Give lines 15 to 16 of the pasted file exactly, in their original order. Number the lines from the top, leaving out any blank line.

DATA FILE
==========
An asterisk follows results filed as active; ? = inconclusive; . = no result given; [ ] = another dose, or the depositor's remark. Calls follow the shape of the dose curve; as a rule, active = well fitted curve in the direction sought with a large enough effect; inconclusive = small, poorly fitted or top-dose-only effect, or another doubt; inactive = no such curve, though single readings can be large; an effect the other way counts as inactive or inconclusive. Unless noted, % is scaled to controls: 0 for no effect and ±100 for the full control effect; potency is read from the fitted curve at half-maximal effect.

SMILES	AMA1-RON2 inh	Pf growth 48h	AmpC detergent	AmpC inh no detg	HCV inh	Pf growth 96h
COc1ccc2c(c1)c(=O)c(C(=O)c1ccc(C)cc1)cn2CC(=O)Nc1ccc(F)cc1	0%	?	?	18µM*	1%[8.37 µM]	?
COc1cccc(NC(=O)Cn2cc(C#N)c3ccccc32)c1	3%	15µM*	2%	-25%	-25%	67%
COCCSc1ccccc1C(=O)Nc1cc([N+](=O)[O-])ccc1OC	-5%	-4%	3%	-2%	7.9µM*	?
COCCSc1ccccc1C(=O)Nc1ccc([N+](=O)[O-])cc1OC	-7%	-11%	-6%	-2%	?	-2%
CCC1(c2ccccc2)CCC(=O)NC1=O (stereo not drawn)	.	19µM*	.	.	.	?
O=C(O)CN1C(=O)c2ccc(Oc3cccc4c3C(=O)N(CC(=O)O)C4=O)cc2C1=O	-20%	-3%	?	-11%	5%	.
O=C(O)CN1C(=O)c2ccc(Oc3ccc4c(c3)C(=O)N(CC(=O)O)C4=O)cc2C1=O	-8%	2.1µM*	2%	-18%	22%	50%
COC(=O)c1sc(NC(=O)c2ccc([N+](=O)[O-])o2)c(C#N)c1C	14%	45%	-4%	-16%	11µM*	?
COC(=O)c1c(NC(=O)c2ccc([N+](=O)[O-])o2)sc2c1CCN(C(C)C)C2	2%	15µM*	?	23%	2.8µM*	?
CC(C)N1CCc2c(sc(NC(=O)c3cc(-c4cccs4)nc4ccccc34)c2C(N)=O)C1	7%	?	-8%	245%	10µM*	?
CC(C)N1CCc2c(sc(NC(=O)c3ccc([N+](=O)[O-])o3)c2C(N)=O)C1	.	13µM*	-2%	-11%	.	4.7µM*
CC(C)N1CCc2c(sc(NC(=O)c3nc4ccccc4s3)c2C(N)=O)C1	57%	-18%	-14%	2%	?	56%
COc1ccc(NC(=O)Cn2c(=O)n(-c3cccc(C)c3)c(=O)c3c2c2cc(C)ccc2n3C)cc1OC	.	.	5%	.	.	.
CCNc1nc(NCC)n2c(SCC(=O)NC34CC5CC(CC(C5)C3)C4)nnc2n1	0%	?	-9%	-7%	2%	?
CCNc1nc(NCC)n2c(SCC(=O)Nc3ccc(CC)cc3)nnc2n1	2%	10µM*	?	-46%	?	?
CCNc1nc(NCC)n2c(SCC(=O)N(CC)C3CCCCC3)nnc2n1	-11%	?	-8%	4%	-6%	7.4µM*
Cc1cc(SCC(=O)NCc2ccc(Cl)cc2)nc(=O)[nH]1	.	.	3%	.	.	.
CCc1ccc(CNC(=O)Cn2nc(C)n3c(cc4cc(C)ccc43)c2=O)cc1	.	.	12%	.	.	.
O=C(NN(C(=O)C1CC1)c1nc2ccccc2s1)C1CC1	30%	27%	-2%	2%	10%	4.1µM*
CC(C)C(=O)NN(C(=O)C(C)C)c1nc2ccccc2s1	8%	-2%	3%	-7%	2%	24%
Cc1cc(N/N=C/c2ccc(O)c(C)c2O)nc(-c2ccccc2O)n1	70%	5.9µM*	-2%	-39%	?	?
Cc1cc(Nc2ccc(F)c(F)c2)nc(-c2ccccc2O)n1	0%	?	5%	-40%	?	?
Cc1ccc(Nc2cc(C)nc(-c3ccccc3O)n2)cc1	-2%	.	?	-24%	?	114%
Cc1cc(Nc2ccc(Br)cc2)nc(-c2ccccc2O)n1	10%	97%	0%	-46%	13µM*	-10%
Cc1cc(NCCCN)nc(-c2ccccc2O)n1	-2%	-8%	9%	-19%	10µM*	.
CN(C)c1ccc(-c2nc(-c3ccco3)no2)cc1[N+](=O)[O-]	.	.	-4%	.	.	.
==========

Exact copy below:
COc1ccc(NC(=O)Cn2c(=O)n(-c3cccc(C)c3)c(=O)c3c2c2cc(C)ccc2n3C)cc1OC	.	.	5%	.	.	.
CCNc1nc(NCC)n2c(SCC(=O)NC34CC5CC(CC(C5)C3)C4)nnc2n1	0%	?	-9%	-7%	2%	?